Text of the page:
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ing their round blue caps, short jackets, and bagging pants, with navy carbines, were the advance guard. Then came the President and Admiral Porter, flanked by the officers that accompanied him; then six more sailors with carbines, - twenty of us all told, — amid a surging mass of men, women, and children, running, shouting, dancing, swinging their caps, bonnets, and handkerchiefs.
6. The soldiers saw him, and swelled the crowd, cheering in wild enthusiasm. All could see him, he was so tall, so conspicuous. One colored woman, standing in a doorway, as the President passed along the sidewalk, shouted, "Thank you, dear Jesus, for this: thank you, Jesus!" Another standing by her side was clapping her hands and shouting, "Bless the Lord!"
7. President Lincoln walked in silence, acknowledging the salutes of officers and soldiers, and of the citizens, black and white. It was the man of the people among the people. It was the great deliverer meeting the delivered. Yesterday morning the majority of the thousands who crowded the streets, and hindered our advance, were slaves. Now they were free, and beheld him who had given them their liberty.
carbine, a short gun.
surging, moving like waves.
T was the Sabbath, and the little girl was riding home from church. As they passed through the still pine woods, she began to sing the beautiful hymn commencing,
Jesus, lover of my soul,
2. Her mother joined her, and they sung all the On Patie's face rested an expression of perfect peace, and the rich color glowed in her cheek, and a bright light shone in her eyes.
3. "Sing 'When I can read my title clear,'" said her father. "I don't think I can sing any more
now," Patie replied; "I think I have taken cold. My throat is beginning to be very sore."
4. When they reached home the throat was examined by the mother, and she was 'alarmed. The thought of a terribly fatal disease which had but recently made its appearance in the region caused a thrill of horror to run through her frame. The physician was immediately sent for; but before his arrival the disease had made fearful progress.
5. The mother felt in her heart that there was no hope. Her darling, only daughter was struggling against a disease which was yet but little understood by physicians, and from which few who were seriously attacked had recovered. She would die.
6. But she forced down the agony that was nearly choking her, and ministered to her suffering child through the livelong night, while she was gasping for every breath, and none of those who stood by with aching hearts could give the slightest relief.
7. About midnight she opened her eyes and looked around calmly on all. It was very difficult for her to speak, but slowly and painfully she said, "Jesus! I am going to him. I am not afraid. You will all come;" and she pressed the hand of her mother. She then added, with the greatest difficulty, "You, Willie, come too!
8. She spoke no more. An interval of drowsiness succeeded; and then she woke to an hour of such suffering that the mother thanked God when the last gasping, sighing breath had passed away, and the spirit was with God who gave it.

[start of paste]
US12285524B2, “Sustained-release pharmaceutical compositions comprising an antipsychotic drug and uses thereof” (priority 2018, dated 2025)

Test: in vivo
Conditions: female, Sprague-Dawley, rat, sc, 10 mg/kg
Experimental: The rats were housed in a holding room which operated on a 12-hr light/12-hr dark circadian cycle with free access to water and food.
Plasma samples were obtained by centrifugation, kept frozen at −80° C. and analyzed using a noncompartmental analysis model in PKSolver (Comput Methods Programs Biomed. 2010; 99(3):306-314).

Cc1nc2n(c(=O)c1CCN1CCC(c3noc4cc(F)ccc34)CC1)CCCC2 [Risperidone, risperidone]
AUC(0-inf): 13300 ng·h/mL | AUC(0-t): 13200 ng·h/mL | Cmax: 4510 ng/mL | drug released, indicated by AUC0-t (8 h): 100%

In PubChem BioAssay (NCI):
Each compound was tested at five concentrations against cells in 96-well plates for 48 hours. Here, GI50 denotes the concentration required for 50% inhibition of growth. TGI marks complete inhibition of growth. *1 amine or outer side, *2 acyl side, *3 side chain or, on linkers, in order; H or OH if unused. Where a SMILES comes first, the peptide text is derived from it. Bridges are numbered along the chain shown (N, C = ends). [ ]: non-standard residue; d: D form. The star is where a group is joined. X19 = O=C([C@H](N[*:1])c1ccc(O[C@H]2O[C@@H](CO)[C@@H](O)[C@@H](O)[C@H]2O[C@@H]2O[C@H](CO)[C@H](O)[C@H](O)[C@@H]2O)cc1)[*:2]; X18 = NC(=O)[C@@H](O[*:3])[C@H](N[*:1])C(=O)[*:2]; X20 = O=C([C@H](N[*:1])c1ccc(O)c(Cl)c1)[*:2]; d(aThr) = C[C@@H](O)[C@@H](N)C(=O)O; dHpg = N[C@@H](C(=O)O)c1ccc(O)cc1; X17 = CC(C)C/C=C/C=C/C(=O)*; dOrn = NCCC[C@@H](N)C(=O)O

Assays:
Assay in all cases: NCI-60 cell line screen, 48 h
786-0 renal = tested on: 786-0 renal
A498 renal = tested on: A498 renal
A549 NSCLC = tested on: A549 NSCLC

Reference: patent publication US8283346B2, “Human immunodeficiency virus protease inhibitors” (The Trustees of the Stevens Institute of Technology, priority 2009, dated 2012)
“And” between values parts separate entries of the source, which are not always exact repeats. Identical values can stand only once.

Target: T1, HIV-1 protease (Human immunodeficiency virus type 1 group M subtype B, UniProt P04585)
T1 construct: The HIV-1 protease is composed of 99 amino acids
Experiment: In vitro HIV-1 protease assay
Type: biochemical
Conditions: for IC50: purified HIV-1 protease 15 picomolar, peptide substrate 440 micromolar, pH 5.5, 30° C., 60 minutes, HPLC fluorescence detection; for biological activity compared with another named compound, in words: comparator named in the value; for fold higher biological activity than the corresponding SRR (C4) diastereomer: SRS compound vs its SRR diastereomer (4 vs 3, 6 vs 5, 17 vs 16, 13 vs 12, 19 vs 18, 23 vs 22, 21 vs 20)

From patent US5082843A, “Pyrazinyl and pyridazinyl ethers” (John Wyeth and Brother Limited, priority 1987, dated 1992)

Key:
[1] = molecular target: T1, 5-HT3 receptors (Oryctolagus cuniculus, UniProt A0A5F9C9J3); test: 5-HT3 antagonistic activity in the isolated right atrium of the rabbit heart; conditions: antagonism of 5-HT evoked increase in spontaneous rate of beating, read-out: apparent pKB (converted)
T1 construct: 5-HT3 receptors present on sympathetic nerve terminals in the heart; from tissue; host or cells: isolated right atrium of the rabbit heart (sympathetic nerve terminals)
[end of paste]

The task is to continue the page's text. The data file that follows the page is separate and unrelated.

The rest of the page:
THE BURIAL OF ABRAHAM LINCOLN.
SLOW to smite, and swift to spare,
The sword of power, a nation's trust,
2. In sorrow by thy bier we stand,
Amid the awe that hushes all,
3. Thy task is done; the bond are free; We bear thee to an honored grave, Whose noble monument shall be
The broken fetters of the slave.
4. Pure was thy life; its bloody close
Hath placed thee with the sons of light,
Who perished in the cause of right.
FRICA includes nearly one-fourth of all the land on the earth. It is separated from America by the Atlantic Ocean; the nearest part is about three
thousand miles from New York or Boston. It is separated from Europe by the Mediterranean Sea, and from Asia by the Red Sea. It is, however, attached to Asia by a narrow neck of land, called the Isthmus of Suez.
2. Africa is less known than any other portion of the globe. Many parts of the interior have never been visited by Europeans. The greater part of the inhabitants are either in a savage or a barbarous state.
3. The climate being warm, they need little shelter or clothing. Their houses are therefore poor mud huts, or slight tenements made of leaves or branches of trees. Their dress is often but a single piece of cloth tied around the waist. They are, however, a cheerful race, and spend much of their time 'in various amusements.
4. The immense desert of Sahara, with all the adjacent regions, appears to be occupied by wandering tribes of Arabs, who move from place to place with their horses and camels, like the people of Arabia, for pasturage or plunder.
5. The central parts of Africa abound in wild animals, such as lions, panthers, leopards, and elephants. The woods are filled with chattering monkeys, the thickets are infested with monstrous serpents, ostriches roam over the deserts, various kinds of antelopes and deer, in vast herds, graze upon the plains, hippopotami are seen in the lakes and rivers, and crocodiles abound in the stagnant waters. Wild birds of every hue meet the eye of the traveler in nearly all parts of the country.